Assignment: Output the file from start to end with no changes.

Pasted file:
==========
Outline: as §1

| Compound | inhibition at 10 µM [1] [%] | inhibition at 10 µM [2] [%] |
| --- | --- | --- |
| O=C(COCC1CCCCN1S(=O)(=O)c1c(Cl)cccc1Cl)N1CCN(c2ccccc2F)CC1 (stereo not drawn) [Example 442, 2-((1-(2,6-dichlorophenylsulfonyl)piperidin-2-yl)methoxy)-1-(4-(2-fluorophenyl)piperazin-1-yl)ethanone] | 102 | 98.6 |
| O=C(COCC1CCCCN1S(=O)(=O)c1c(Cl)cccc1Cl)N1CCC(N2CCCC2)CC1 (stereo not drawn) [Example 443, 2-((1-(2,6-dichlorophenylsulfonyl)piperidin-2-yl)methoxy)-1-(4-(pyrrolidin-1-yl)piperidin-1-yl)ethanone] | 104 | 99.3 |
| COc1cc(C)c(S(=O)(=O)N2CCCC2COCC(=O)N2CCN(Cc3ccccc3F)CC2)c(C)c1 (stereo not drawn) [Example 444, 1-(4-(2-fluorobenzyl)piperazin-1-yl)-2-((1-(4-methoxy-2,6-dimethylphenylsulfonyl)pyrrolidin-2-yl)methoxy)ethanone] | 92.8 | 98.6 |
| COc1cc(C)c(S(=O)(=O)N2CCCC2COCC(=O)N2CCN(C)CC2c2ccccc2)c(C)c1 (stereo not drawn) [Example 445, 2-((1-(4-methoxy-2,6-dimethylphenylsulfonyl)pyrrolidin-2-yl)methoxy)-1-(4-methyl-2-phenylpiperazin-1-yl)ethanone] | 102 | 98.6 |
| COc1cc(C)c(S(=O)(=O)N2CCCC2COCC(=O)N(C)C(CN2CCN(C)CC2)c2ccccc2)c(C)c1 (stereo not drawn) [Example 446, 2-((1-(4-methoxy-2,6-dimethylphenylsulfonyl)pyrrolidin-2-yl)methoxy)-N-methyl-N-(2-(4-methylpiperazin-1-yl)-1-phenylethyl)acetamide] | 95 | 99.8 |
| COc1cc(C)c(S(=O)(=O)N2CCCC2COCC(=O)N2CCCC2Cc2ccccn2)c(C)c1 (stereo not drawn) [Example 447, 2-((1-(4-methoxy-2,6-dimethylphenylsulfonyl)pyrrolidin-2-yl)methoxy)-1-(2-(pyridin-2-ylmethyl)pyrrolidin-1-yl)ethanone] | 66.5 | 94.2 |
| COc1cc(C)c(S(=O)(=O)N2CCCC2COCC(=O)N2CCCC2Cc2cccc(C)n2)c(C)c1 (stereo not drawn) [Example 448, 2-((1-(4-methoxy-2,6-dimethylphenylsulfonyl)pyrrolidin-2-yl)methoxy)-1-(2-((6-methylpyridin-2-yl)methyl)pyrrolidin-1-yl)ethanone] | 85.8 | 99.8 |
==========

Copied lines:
Outline: as §1

| Compound | inhibition at 10 µM [1] [%] | inhibition at 10 µM [2] [%] |
| --- | --- | --- |
| O=C(COCC1CCCCN1S(=O)(=O)c1c(Cl)cccc1Cl)N1CCN(c2ccccc2F)CC1 (stereo not drawn) [Example 442, 2-((1-(2,6-dichlorophenylsulfonyl)piperidin-2-yl)methoxy)-1-(4-(2-fluorophenyl)piperazin-1-yl)ethanone] | 102 | 98.6 |
| O=C(COCC1CCCCN1S(=O)(=O)c1c(Cl)cccc1Cl)N1CCC(N2CCCC2)CC1 (stereo not drawn) [Example 443, 2-((1-(2,6-dichlorophenylsulfonyl)piperidin-2-yl)methoxy)-1-(4-(pyrrolidin-1-yl)piperidin-1-yl)ethanone] | 104 | 99.3 |
| COc1cc(C)c(S(=O)(=O)N2CCCC2COCC(=O)N2CCN(Cc3ccccc3F)CC2)c(C)c1 (stereo not drawn) [Example 444, 1-(4-(2-fluorobenzyl)piperazin-1-yl)-2-((1-(4-methoxy-2,6-dimethylphenylsulfonyl)pyrrolidin-2-yl)methoxy)ethanone] | 92.8 | 98.6 |
| COc1cc(C)c(S(=O)(=O)N2CCCC2COCC(=O)N2CCN(C)CC2c2ccccc2)c(C)c1 (stereo not drawn) [Example 445, 2-((1-(4-methoxy-2,6-dimethylphenylsulfonyl)pyrrolidin-2-yl)methoxy)-1-(4-methyl-2-phenylpiperazin-1-yl)ethanone] | 102 | 98.6 |
| COc1cc(C)c(S(=O)(=O)N2CCCC2COCC(=O)N(C)C(CN2CCN(C)CC2)c2ccccc2)c(C)c1 (stereo not drawn) [Example 446, 2-((1-(4-methoxy-2,6-dimethylphenylsulfonyl)pyrrolidin-2-yl)methoxy)-N-methyl-N-(2-(4-methylpiperazin-1-yl)-1-phenylethyl)acetamide] | 95 | 99.8 |
| COc1cc(C)c(S(=O)(=O)N2CCCC2COCC(=O)N2CCCC2Cc2ccccn2)c(C)c1 (stereo not drawn) [Example 447, 2-((1-(4-methoxy-2,6-dimethylphenylsulfonyl)pyrrolidin-2-yl)methoxy)-1-(2-(pyridin-2-ylmethyl)pyrrolidin-1-yl)ethanone] | 66.5 | 94.2 |
| COc1cc(C)c(S(=O)(=O)N2CCCC2COCC(=O)N2CCCC2Cc2cccc(C)n2)c(C)c1 (stereo not drawn) [Example 448, 2-((1-(4-methoxy-2,6-dimethylphenylsulfonyl)pyrrolidin-2-yl)methoxy)-1-(2-((6-methylpyridin-2-yl)methyl)pyrrolidin-1-yl)ethanone] | 85.8 | 99.8 |